The classic cowboy archetype is an image that’s synonymous with the American West — a rugged man on horseback, clad in leather riding chaps and a wide-brimmed hat; rifle, revolver and lasso at the ready; a wad of tobacco curled into his bottom lip.
Modern cowboys and cowgirls are more commonly associated with rodeo events like barrel racing and bronc riding, and horses have generally been replaced by pickup trucks and ATVs. And in the ever-growing world of legal marijuana, that chew might not be made of tobacco anymore.
Two separate companies — one based in Washington, the other in Colorado — are in the process of rolling out cannabis chew for the consumer market.
But the concept of chewable marijuana isn’t just for cowboys and cowgirls. Castle Rock Naturals and Hippie Dip were created when several cannabis entrepreneurs saw chew as one of the last unexplored territories of cannabis infusion.
Castle Rock Naturals
During the Fourth of July holiday in 2015, Dallas Carroll and Gavin Pehl spent a lot of time talking about cannabis, cancer and the general health of loved ones. They were discussing better medical alternatives to the smokable products and edibles that were already available to patients.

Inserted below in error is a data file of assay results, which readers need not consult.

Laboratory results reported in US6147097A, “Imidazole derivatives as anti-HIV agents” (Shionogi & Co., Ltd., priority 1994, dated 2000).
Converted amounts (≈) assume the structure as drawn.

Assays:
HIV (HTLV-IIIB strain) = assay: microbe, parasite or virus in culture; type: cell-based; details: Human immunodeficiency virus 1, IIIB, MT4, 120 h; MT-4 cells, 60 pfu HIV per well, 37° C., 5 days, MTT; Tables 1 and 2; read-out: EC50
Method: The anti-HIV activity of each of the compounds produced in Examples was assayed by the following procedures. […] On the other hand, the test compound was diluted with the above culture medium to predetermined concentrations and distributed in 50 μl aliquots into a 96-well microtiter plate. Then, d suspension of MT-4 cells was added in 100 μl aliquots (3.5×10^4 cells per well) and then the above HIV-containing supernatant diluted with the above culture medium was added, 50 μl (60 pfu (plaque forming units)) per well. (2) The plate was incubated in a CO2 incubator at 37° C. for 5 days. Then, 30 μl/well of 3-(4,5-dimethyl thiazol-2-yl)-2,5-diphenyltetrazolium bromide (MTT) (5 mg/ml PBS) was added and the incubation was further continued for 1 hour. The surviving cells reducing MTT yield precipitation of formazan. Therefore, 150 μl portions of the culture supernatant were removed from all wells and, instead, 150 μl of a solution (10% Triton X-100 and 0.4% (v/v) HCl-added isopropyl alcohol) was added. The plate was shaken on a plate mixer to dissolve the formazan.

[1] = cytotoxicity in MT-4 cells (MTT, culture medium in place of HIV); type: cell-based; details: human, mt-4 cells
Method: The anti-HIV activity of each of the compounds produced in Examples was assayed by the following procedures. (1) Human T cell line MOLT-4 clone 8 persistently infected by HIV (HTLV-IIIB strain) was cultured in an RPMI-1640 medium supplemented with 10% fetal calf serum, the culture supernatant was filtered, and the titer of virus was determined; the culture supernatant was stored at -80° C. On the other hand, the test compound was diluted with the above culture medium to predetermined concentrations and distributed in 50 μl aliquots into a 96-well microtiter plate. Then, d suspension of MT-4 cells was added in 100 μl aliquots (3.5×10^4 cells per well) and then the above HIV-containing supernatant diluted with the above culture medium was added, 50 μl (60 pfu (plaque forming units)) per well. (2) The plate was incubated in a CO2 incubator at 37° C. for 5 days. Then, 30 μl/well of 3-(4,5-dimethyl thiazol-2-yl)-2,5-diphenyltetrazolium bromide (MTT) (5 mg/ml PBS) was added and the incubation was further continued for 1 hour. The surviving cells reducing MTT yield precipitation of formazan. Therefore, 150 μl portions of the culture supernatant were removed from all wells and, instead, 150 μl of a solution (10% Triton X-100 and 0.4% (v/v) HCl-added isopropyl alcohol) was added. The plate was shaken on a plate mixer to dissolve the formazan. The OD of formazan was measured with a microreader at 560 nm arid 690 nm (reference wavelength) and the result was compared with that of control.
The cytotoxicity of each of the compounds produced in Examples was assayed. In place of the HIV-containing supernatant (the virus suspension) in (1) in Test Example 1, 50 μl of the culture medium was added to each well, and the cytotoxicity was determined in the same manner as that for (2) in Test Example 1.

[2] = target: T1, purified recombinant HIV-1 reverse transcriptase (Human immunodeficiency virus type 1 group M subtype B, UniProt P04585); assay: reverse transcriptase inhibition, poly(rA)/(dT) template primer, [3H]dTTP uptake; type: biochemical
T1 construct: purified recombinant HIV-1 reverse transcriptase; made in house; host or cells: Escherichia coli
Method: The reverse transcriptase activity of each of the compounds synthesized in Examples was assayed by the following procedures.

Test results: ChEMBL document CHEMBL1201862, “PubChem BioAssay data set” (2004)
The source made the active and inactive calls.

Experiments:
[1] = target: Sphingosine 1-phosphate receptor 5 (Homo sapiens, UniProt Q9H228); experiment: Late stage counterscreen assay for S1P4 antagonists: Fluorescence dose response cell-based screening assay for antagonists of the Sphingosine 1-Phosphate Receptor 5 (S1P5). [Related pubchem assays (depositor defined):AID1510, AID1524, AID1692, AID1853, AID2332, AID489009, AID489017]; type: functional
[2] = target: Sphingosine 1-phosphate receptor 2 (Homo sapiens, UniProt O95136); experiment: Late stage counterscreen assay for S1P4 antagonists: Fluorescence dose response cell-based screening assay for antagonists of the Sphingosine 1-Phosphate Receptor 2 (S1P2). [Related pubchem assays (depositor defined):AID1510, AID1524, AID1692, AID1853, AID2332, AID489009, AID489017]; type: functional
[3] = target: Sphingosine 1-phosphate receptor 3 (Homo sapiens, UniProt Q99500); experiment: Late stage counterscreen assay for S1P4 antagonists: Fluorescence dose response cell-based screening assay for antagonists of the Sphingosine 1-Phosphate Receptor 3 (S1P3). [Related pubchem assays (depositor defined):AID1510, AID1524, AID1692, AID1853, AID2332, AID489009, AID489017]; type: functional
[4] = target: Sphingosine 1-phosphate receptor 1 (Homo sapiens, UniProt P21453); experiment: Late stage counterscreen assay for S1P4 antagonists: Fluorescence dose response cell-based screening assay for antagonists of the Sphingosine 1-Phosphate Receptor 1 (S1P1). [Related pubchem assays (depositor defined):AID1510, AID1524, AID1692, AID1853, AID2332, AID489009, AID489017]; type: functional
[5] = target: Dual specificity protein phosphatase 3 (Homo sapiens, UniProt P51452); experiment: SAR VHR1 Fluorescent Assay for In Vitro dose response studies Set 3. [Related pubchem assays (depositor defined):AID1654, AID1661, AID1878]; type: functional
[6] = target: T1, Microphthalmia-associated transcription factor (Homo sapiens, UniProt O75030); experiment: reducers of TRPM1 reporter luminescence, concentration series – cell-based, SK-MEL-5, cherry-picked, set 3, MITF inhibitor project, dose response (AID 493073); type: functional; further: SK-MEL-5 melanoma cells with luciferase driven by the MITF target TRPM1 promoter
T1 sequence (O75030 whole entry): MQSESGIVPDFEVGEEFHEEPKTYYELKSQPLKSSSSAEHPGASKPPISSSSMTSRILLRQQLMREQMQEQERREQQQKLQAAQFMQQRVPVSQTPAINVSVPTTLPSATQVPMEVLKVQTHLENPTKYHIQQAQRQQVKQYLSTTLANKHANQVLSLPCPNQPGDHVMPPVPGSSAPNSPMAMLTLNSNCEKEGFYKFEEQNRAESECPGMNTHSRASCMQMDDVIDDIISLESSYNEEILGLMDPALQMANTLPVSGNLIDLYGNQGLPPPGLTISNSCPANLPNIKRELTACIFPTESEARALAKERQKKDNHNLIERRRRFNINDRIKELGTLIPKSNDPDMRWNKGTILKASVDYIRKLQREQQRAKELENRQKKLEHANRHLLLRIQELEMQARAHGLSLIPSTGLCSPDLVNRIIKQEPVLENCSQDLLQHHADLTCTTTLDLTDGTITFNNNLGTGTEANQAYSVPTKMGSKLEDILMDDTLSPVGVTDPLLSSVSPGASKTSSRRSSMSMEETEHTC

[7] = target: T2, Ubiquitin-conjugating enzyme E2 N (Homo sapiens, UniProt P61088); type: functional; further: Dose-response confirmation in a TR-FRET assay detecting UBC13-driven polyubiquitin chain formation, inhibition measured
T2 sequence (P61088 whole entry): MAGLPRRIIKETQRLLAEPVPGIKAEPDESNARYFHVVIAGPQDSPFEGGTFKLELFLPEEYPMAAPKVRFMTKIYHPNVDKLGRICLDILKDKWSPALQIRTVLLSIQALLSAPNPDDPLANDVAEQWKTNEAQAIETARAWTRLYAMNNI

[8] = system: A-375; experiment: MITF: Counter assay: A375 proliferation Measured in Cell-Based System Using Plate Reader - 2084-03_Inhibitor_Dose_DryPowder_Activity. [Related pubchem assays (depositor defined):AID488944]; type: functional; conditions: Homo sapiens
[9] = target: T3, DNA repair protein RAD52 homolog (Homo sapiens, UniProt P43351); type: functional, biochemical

“My family and Gavin’s family were at a coffee shop and my wife asked the question: ‘Why can’t you just chew it?’ Gavin and I looked at each other and had the light bulb moment,” Carroll explains. “We are both dreamers and doers, so from then on we jumped in head first.”
Carroll and Pehl co-founded Castle Rock Naturals on the basis of those early conversations. The tandem called their product “Castlerock Cuff” and adopted the tagline, “Are you cuff enough?” They signed a licensing agreement with Honu, a Tier 3 producer/processor, to be the sole supplier of Cuff in Washington, as long as minimum production requirements are met each month, Carroll says.
Castle Rock Naturals (www.castlerockcuff.com) is in the process of seeking out licensees in other states. It has a verbal commitment from an Oregon company, and has also gained interest from companies in Colorado, Arizona, Nevada and even North and South Carolina.